Researchers say that exposure to plastic directly harms not only marine ecosystems but also terrestrial systems. The paper was published in Science of The Total Environment by the lead author Emily Thrift and professor of Environment Biology Fiona Mathews from the University of Sussex and their colleagues under the title “Ingestion of plastic by small terrestrial mammals.”
According to the researchers, small mammals in the UK are ingesting plastic at large. Researchers examined the fecal matter of the animals using Micro-Fourier Transform Infrared microscopy detected plastic polymers in four out of seven samples of different species of mammals. Animal samples which were contaminated with plastic are European hedgehogs (Erinaceus europaeus) wood mouse (Apodemus sylvaticus), field vole (Microtus agrestis), and the brown rat (Rattus norvegicus).
The research revealed that the ingestion of plastic occurred across locations and dietary habits while they expected to witness instances of plastic contamination more in urban locations. The research showed prevalence of confirmed plastic contamination was 16.5% in the 261 fecal samples and most plastic fragments were <1 mm of microplastic. Sample contained polyesters derived from textile industries which make up 27% of all plastic fragments. Researchers conveyed that these plastic contaminants must have spread from the sewage systems into the environment. Another plastic fragment that was found consisting almost of 27% of all plastic contaminants were polynorbornene and polyethylene extracted from tyre wears. There were also biodegradable polymers particles present in the samples of the species of wild mammals.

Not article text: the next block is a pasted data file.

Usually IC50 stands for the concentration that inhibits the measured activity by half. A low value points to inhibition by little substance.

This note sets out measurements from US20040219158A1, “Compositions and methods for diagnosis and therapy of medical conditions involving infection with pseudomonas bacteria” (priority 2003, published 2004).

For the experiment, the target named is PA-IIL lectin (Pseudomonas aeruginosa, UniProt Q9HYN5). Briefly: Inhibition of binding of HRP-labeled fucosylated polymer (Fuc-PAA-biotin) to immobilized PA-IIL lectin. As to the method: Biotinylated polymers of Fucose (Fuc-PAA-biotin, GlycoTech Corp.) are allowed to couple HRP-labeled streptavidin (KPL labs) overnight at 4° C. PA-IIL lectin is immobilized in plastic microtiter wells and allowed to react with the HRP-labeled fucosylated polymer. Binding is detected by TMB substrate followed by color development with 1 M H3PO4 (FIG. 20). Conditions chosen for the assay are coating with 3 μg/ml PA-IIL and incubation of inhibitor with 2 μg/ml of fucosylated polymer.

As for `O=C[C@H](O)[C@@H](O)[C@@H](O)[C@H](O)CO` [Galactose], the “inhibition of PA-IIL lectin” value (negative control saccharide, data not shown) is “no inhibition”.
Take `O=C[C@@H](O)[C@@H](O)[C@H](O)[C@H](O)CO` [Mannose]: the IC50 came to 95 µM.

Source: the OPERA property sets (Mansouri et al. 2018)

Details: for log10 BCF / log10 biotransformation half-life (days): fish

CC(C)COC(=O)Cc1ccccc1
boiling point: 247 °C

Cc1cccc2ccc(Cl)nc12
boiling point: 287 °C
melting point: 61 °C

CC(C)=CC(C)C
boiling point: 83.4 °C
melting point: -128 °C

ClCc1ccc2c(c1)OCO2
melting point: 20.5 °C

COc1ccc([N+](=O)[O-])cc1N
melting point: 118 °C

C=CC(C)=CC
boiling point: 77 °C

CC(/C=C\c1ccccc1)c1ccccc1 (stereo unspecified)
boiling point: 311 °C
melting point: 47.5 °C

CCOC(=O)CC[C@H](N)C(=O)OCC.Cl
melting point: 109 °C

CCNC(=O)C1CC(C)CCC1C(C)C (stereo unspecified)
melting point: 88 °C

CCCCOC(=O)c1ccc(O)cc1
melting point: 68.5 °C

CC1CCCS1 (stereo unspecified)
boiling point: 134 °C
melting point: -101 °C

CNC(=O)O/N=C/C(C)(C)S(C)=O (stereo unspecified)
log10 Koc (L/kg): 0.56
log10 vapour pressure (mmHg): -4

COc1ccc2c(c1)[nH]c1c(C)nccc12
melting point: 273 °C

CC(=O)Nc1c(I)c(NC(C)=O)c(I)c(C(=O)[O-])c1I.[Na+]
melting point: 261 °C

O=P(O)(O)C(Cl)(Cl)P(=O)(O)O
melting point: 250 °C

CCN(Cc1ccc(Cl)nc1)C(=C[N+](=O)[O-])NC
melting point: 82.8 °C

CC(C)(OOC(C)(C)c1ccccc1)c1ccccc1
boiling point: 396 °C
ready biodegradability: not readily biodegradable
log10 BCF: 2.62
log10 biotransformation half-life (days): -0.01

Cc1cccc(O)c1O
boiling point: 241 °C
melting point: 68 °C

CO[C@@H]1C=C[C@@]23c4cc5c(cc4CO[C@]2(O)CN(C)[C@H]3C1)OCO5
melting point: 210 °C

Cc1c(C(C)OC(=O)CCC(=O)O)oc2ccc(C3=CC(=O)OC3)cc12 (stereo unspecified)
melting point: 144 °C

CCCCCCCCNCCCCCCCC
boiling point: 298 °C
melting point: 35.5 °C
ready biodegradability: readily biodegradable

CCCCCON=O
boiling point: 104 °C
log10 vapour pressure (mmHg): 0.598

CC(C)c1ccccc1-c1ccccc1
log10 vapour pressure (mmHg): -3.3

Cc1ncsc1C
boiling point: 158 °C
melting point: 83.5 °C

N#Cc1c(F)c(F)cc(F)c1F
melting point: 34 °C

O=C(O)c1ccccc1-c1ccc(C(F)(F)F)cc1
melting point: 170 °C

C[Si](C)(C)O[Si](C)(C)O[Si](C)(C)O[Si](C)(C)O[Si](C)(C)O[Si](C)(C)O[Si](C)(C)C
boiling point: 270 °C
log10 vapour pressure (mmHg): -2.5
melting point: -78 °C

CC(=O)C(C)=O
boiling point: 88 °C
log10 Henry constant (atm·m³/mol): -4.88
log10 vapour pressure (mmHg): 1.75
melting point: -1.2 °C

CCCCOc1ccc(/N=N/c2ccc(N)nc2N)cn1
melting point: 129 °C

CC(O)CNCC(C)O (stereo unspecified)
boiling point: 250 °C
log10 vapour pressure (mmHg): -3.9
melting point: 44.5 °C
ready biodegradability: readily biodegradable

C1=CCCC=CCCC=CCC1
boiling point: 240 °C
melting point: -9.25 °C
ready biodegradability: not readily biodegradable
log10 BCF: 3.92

Researcher Emily Thrift of Sussex University said, “It’s very worrying that the traces of plastic were so widely distributed across locations and species of different dietary habits. This suggests that plastic could be seeping into all areas of our environment in different ways…We’re also concerned that the European hedgehog, and field vole are both species suffering declines in numbers in the UK.” Thrift also suggested that biodegradable polymers can also be ingested by small mammals. In that case it can create a huge biological impact. Researchers said that these animals might have mistook plastic for food as it is widely available.
Professor Fiona Mathews said, “We really need to get a deeper understanding of the implications of plastic ingestion on land mammals-and the potential impacts this has on their conservation status.” She further stated that European hedgehogs, the species which is under threat as their number is declining in the UK, have consumed more plastic polymers. Researchers have classified the species as vulnerable to Extinction based on the IUCN-compliant regional Red List. Professor added, “European hedgehogs consume earthworms and previous studies have found these to contain microplastics. So we really need further research to establish the scale and route of exposure more precisely, and assess prevalence in predatory species that consume small mammals, so that we can take adequate steps to try to protect our declining wildlife from plastics.”